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A 75-year-old white man without cardiac symptoms was referred to our cardiology clinic with a long history of abnormal electrocardiographic findings. Cardiac risk factors included hyperlipidemia and a family history of heart disease. Upon physical examination, his heart rate was 49 beats/min and his blood pressure was 106/70 mmHg. No extra heart sounds or murmurs were heard, even after provocative maneuvers. His electrocardiogram showed sinus bradycardia, left ventricular (LV) hypertrophy, and negative T waves in derivations from the precordium and the extremities (Fig. 1). Results of his Holter monitor studies were normal. Echocardiography revealed a preserved LV systolic function (ejection fraction, 0.55) with normal LV wall motion and thickness.
To investigate the cause of the abnormalities on the electrocardiogram, we performed cardiac magnetic resonance imaging (MRI). We obtained cardiac-gated, multiplanar cine images, which demonstrated a marked concentric thickening of the LV apex that gradually decreased to normal levels at the base (Fig. 2). There was no regional LV wall-motion abnormality (Fig. 2A).
Apical hypertrophic cardiomyopathy (HCM) is characterized by hypertrophy of the myocardium, predominantly in the left ventricular apex.1–5 This relatively rare variant of HCM, first described in Japan, constituted 13% to 25% of all cases of HCM in Japan1,2; however, it is seen much less often in non-Japanese populations.5 Despite a relatively good prognosis for apical HCM, long-term observations have occasionally included sudden cardiac death, severe arrhythmias, and apical infarctions with apical aneurysms.5 A “spade-shaped” configuration of the LV cavity at end-diastole on ventriculography and “giant” T-wave negativity in the electrocardiogram have been reported as the typical findings for this abnormality.1,2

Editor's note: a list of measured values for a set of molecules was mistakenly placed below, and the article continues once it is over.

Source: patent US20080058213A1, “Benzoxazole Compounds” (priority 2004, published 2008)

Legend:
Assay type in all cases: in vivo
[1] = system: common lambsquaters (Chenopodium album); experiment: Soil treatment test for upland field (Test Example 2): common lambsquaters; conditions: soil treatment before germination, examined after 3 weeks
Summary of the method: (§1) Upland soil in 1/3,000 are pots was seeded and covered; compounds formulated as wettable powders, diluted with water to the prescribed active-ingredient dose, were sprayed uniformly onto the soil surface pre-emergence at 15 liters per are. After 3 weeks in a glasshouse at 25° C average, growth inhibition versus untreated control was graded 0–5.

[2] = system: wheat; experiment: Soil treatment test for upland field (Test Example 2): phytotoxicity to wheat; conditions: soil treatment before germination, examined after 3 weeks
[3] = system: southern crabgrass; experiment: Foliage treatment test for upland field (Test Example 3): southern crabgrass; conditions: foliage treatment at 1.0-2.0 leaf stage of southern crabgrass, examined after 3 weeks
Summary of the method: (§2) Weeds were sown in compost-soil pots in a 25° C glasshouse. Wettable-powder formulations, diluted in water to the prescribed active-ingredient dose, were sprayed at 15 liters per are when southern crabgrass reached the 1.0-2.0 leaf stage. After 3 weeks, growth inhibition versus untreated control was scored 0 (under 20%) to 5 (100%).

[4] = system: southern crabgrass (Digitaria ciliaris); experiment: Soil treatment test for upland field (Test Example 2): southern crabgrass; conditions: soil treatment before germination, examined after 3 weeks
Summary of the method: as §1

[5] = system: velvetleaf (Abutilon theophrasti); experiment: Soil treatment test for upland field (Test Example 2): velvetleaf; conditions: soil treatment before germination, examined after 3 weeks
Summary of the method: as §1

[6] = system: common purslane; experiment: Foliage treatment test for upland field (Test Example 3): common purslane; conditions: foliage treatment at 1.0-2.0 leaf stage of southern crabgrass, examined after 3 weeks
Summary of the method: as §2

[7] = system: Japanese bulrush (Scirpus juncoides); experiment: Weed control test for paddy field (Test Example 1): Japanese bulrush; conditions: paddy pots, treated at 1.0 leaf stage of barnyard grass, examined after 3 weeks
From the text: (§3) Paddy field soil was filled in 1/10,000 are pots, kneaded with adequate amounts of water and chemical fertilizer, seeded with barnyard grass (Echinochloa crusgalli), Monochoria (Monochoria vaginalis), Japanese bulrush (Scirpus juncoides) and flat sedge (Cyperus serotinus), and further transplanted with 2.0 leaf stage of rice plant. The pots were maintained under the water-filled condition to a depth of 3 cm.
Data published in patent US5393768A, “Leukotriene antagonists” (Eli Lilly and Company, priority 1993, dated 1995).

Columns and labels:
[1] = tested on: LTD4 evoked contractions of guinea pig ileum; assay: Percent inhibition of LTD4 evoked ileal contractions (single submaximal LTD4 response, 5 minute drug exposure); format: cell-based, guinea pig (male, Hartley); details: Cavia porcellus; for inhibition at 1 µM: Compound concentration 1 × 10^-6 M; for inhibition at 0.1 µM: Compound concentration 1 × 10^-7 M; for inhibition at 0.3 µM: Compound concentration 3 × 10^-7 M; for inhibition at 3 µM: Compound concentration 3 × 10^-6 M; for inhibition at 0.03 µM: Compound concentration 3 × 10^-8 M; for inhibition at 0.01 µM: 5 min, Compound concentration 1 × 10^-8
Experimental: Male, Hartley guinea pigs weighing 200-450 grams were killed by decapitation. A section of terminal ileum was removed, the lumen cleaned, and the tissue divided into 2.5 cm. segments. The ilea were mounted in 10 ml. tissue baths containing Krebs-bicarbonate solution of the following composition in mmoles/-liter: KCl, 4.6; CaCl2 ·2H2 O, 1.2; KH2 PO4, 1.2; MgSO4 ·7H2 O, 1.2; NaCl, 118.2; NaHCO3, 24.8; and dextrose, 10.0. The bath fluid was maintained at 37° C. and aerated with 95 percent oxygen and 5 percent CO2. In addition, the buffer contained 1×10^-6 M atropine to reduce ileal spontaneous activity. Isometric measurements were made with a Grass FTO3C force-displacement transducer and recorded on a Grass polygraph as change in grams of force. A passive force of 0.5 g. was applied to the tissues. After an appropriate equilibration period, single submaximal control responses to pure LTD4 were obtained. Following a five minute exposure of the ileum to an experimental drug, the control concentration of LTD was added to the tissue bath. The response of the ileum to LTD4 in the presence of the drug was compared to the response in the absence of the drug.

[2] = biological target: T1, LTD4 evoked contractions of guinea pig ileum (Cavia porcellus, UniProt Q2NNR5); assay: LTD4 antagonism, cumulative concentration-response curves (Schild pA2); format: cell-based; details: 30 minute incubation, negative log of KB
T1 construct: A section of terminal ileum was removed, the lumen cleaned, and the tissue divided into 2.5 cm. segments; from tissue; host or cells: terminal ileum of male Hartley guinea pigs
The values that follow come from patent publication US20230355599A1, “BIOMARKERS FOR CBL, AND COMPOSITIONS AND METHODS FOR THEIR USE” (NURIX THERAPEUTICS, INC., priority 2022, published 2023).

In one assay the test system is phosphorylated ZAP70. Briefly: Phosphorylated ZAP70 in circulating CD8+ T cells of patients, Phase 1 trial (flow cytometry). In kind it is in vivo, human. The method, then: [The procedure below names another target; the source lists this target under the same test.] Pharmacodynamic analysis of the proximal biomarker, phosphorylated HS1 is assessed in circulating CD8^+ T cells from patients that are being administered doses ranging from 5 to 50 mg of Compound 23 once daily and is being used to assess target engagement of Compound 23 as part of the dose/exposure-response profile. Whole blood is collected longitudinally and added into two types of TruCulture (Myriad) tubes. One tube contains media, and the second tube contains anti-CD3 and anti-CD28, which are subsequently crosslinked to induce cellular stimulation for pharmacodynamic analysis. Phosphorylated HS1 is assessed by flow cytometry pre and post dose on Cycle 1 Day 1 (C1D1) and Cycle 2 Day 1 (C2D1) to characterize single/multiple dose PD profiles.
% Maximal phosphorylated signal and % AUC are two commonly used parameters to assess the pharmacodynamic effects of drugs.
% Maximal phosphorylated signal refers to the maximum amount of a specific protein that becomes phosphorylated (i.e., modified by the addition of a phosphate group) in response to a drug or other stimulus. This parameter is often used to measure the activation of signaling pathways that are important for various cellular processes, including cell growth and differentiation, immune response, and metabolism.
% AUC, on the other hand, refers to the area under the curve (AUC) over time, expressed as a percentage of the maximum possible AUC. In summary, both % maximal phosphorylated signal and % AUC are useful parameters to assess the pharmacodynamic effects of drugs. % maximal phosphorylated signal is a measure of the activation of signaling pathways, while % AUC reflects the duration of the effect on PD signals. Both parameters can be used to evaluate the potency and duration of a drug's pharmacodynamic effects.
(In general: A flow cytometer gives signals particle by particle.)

Echocardiography has been the 1st-line imaging method for patients with suspected HCM, but its shortcomings in evaluating the apex are well known.4 A cardiac MRI should be performed if the electrocardiogram raises suspicion of apical HCM and if echocardiographic results are inconclusive or technically inadequate.3
Some echocardiographers will miss the diagnosis of apical thickening if the apex is not clearly seen, or if a thickened apex is mistaken for apical foreshortening on planar imaging.4 Cardiac MRI avoids this problem because it is less dependent on operators, is not subject to acoustic-window limitations, has multiplanar capability, and displays excellent soft-tissue contrast.3–5
Address for reprints: Servet Tatli, MD, Department of Radiology, Brigham and Women's Hospital, 75 Francis St., Boston, MA 02115 E-mail: gro.srentrap@iltats